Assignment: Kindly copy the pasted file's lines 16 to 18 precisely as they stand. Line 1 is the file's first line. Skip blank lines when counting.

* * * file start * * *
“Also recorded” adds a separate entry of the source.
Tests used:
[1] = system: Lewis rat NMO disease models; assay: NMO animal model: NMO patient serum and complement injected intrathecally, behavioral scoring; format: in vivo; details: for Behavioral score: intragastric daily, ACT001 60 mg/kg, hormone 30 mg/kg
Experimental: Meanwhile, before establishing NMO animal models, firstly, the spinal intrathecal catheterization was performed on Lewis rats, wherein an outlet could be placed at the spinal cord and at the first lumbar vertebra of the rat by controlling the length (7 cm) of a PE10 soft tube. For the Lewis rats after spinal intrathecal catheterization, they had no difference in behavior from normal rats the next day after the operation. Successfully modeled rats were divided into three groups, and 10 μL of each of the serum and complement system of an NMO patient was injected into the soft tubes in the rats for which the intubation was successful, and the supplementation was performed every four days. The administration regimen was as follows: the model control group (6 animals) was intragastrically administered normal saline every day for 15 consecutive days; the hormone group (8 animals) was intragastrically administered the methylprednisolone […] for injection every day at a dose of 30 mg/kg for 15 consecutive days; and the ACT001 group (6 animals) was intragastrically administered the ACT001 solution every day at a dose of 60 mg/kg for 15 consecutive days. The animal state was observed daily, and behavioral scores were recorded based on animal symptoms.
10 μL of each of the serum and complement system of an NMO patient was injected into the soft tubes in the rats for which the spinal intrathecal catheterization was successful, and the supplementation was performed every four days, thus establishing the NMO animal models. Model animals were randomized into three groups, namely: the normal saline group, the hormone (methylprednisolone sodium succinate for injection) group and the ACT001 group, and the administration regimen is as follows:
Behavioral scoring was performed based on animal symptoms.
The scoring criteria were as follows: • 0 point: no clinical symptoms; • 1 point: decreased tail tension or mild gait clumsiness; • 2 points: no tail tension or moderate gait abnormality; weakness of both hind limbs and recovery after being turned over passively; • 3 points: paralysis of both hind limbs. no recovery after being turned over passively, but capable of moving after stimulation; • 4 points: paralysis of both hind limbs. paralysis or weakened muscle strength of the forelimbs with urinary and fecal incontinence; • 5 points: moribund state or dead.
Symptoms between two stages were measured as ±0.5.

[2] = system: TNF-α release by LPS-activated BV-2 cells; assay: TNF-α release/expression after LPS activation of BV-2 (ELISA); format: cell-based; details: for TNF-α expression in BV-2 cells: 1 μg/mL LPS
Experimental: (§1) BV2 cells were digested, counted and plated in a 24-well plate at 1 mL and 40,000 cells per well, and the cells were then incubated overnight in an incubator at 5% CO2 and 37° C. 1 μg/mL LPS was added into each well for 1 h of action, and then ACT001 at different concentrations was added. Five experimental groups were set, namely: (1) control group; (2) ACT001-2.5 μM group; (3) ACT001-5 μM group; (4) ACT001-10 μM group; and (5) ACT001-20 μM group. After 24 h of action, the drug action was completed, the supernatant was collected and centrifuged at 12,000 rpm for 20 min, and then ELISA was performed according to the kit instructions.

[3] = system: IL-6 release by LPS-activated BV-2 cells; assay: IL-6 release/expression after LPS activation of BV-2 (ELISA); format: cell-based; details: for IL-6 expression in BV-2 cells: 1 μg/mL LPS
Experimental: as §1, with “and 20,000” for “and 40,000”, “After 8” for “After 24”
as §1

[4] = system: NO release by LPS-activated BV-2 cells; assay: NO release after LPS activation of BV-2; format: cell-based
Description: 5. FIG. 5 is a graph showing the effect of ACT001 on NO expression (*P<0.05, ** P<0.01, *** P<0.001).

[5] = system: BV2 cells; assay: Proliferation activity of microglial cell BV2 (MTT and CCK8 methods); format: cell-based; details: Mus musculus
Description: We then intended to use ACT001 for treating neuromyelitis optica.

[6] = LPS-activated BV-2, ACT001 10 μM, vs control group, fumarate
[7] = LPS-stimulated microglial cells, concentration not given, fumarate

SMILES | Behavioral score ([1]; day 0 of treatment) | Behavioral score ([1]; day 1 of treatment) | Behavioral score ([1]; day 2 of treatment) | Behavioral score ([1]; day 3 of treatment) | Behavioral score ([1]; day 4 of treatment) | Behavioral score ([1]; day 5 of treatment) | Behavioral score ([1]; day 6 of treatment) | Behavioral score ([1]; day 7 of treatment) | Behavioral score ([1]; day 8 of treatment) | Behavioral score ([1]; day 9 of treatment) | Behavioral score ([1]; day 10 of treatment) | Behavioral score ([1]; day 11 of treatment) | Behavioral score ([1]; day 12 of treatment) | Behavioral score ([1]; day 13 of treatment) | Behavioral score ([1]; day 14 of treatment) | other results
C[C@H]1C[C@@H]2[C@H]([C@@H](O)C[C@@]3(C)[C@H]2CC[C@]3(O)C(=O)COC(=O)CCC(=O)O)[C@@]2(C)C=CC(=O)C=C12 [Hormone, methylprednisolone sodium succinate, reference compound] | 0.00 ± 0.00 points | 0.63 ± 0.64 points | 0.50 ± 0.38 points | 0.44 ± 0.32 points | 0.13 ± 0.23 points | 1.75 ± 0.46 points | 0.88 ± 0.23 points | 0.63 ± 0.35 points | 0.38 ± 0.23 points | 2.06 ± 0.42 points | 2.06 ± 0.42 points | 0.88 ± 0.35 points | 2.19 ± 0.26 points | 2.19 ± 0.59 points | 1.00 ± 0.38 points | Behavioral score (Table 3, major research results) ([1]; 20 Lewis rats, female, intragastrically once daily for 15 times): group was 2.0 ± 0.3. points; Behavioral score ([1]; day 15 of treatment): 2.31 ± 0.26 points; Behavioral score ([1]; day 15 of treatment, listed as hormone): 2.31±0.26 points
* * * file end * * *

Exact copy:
[5] = system: BV2 cells; assay: Proliferation activity of microglial cell BV2 (MTT and CCK8 methods); format: cell-based; details: Mus musculus
Description: We then intended to use ACT001 for treating neuromyelitis optica.

[6] = LPS-activated BV-2, ACT001 10 μM, vs control group, fumarate